While it is absolutely true that abstaining entirely from all forms of sex is the only 100% sure method of preventing sexually transmitted diseases, it’s also irrelevant. Abstinence-ONLY is a values-oriented creed, part of a larger agenda on the part of its advocates to inculcate their values rather than give children the critical tools they need to make informed choices on their own in an adult world.

The fact is, ignorance is not an option, but it is one of the chief tools of advocates of this agenda. Unfortunately, as the statistics quoted in my op-ed piece show, it’s the abstinence-ONLY kids who are contracting stds at a higher rate, because they have not been fully and properly educated about sex. They are preserving their “purity” by having oral and anal sex at higher rates than their non-pledging peers, often without protection.

As for my not saying how to treat kids like adults. Honey, I can’t hold your hand. Christ didn’t provide a road map for the Golden Rule, did he? No one can tell you the particulars of how a relationship unfolds. And that's what this is about.

Good parenting plays a pivotal role in this. And good parenting is like art or pornography: can’t define it, but I sure know it when I see it.

All I can say for sure is you have to start with a few minimal assumptions about the importance of truth, disclosure, and transparency in all of our relationships, and the centrality of communication to them. From there it's up to you.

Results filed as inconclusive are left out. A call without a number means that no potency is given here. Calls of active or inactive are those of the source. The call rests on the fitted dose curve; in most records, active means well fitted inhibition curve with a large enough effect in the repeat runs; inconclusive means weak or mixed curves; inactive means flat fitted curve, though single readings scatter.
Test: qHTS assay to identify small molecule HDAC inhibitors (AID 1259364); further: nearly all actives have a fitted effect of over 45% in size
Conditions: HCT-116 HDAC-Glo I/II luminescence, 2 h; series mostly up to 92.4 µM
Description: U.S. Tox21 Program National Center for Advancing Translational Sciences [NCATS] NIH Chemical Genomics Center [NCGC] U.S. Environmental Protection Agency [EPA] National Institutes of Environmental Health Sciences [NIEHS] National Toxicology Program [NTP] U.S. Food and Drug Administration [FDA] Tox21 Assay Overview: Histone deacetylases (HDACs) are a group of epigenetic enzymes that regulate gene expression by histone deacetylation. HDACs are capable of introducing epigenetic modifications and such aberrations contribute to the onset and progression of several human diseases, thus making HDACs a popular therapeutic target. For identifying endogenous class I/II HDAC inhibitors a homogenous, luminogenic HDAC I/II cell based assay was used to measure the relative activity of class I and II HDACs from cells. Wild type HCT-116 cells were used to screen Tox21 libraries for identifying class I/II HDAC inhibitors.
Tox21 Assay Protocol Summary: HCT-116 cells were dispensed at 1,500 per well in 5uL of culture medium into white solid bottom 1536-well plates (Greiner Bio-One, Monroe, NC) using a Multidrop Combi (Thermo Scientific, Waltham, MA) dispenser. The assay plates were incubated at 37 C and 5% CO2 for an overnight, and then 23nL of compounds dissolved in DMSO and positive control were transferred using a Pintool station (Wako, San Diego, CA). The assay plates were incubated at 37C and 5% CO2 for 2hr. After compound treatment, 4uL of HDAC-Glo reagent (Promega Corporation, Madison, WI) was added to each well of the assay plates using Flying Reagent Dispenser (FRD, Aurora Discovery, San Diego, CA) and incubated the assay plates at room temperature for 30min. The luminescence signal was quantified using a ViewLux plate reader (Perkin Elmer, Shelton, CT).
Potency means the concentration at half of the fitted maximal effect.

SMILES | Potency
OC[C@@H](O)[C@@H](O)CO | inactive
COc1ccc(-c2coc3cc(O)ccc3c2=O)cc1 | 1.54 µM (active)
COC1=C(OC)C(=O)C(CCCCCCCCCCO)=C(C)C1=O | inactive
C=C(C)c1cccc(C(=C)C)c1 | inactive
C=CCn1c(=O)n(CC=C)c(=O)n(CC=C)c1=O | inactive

2/28/2006  
Blogger mmennonno said...

From the March 3-5 Metro:

“Columnist’s stance misunderstood”

MAX A. GUARINO
• Pawtucket, R.I.

Regarding “Mennonno doesn’t give alternatives” (Feb. 28): I got the idea, after reading Sarah Rushing’s comments on Mike Mennonno’s column from last week on abstinence, that “Metro Mike” had horrible things to say about it. So I went online and re-read the column, and was completely surprised to find this wasn’t the case. The article was about ineffective abstinence-only sex education programs. Big difference, Sarah. I agree with you that abstinence is the only 100 percent effective form of birth control, but I don’t think it is realistic that all teenagers will subscribe to that way of life. I believe the “abstinence-only sex ed programs” are likely to leave behind too many of our teenagers. We need to educate them about use of contraception, just in case they do decide, in an unplanned moment of passion, to break their virginity vows.

3/05/2006